Parent & Child
Parent & Child magazine reaches 7 million parents of young children and provides the learning link between home and school.
Our Parent Newsletter
Get the newsletter that's right for you and your children:

By providing my email address I am acknowledging that I would like to receive the Parent Update and offers from Scholastic and carefully selected third parties.

Our Privacy Policy is available for your review.

It's All In Your Mind (Page 2)

The ancient practice of mindfulness is helping children stress less and focus better — in school and at home.

null , null

Beyond School

Mindfulness is all about careful listening, paying attention to details, taking note of one's surroundings, and focusing on the task at hand. To any parent who has asked her 6-year-old eight times in a row to pick up his shoes from the living room floor, the practical applications of such a curriculum are clear. And indeed, research has found that the benefits of teaching mindfulness reach beyond the classroom.

In one study of 246 kids in grades four through seven, students who participated in a social and emotional learning curriculum based on mindful practices were more optimistic and better able to navigate their social lives than those who didn’t take part in the curriculum.

Even if your child’s school doesn’t offer mindfulness techniques, you can integrate ideas from the practice into your family’s life. “The principles learned in a mindful classroom can definitely be used at home,” says Amy Saltzman, M.D, a holistic physician, mindfulness coach, and founder of The Still Quiet Place — Mindfulness-Based Stress Reduction curriculum, which is offered to schools in the San Francisco Bay area. The benefits of mindfulness are clear for children from preschool on up, says Dr. Saltzman. She has been studying the effects of mindful practices in families and has found that kids who are raised in mindful environments are better able to focus amid distractions, respond less negatively to physical and social threats, and are more compassionate toward others and less judgmental of themselves.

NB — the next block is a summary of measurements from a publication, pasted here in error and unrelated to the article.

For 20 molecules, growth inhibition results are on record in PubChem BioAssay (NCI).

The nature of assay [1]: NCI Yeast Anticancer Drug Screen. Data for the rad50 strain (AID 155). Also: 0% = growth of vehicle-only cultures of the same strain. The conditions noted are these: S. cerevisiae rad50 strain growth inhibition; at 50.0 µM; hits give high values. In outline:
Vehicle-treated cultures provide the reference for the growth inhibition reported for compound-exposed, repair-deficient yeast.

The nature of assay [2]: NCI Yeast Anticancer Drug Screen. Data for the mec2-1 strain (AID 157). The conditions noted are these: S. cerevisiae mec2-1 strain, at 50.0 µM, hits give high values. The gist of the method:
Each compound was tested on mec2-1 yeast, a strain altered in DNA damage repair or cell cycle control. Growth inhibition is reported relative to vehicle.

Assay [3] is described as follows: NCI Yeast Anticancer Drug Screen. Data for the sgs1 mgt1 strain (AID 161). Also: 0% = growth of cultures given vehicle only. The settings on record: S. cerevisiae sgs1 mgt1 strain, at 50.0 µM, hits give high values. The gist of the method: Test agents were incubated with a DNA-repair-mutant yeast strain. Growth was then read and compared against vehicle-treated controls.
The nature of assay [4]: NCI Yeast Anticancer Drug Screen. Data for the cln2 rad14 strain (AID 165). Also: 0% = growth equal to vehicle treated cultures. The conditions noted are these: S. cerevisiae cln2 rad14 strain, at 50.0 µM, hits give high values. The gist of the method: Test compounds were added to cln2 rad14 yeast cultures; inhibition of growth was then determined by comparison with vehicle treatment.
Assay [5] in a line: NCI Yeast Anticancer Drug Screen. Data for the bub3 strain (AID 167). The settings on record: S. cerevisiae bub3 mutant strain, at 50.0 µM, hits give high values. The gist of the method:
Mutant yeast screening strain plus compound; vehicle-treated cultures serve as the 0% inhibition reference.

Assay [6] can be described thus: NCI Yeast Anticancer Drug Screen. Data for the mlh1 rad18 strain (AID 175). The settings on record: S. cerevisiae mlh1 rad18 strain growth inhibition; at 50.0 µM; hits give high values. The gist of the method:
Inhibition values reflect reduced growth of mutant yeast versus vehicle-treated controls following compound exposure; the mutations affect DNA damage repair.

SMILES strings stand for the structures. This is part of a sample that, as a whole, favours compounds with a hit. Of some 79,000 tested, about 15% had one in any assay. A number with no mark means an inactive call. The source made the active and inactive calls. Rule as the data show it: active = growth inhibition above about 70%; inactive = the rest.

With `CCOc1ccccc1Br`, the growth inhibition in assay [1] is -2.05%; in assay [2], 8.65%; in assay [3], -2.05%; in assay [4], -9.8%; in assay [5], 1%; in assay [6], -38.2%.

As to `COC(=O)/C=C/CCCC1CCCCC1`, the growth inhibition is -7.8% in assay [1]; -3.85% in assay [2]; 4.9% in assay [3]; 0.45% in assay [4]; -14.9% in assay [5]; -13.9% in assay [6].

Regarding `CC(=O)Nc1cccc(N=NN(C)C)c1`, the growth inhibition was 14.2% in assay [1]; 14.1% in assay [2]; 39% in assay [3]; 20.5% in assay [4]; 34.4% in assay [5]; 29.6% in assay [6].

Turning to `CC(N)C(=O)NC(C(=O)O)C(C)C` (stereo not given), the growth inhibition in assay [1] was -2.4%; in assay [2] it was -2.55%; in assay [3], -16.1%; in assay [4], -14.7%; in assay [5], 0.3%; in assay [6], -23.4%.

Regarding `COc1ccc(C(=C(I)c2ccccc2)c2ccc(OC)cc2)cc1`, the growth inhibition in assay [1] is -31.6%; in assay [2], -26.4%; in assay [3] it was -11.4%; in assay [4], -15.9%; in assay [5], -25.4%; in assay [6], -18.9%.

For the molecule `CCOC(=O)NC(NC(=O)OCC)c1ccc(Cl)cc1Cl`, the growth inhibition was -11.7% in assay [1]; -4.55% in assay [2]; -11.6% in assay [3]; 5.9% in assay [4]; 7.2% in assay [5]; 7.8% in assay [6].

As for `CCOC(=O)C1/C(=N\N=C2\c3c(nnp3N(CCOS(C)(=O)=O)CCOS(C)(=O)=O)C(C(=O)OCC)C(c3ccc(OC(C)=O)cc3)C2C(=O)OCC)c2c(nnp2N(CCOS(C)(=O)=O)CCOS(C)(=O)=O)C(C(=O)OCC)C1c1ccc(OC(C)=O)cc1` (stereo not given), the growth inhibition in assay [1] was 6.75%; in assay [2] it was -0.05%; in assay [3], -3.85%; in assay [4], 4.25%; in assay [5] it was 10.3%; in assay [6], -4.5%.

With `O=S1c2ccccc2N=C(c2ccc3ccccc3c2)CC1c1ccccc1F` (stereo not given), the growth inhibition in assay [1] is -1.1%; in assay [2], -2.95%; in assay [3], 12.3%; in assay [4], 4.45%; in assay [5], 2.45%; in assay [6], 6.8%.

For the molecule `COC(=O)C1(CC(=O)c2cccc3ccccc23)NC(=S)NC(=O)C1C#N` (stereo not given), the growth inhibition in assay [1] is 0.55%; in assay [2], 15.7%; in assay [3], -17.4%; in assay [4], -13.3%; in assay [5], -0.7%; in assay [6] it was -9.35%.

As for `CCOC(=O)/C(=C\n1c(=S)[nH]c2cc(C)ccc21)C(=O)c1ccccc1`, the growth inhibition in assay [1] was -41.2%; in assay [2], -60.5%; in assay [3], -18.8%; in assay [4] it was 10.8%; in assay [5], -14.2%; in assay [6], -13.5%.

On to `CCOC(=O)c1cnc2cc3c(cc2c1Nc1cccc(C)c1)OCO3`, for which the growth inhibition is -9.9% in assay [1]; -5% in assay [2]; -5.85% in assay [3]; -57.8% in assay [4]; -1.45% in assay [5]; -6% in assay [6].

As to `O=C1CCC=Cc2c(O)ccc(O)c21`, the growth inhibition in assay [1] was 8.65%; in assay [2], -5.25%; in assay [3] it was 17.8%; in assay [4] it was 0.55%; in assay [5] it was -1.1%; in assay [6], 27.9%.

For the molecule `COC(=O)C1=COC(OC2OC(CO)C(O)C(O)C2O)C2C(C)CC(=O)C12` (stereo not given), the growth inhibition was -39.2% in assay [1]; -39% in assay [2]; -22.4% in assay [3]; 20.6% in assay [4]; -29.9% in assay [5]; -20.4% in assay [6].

Mindful living similarly benefits adults. “Parents showed an increased compassion toward themselves and their children, and were better able to interact more effectively with their children,” Dr. Saltzman reports.

Nick Morro’s mom, Diana, concurs. “I learned from Nick that when I want to hit the ceiling and scream, I just need to stop and breathe,” she says. “It’s simple and saves me so much aggravation.” 

Try It at Home

To get started on bringing mindfulness to your children’s lives, try these simple exercises, adapted from the MindUP curriculum.

Sharpen Your Senses:

1. Play an observation game. Say something like, “I see a circle in this room. What could I be looking at?”
2. Have your child close her eyes while you provide different scents for her to smell and identify.
3. Say, “Close your eyes. What do you hear? What might be making those sounds?”

Reflect in a Journal:

Kids can write or draw reactions to events that happen each day. Have them describe 

1. What I Noticed
2. What It Means
3. What I Learned.

Just Breathe:

Deep breathing slows the heart rate, lowers blood pressure, and sharpens focus. Practice several times a day, particularly during stressful situations.

Get Some Perspective:

Have children identify the different perspectives of characters in a story (for example, Goldilocks vs. the Three Bears). This teaches kids to consider the feelings of others and to be open-minded.

Practice Kindness:

Nurture empathy by helping your child find ways to show kindness to others, from cheering up a sad friend to raising money for people in need.

To learn about the mind behind MindUP, click here.

Privacy Policy




Here's something interesting from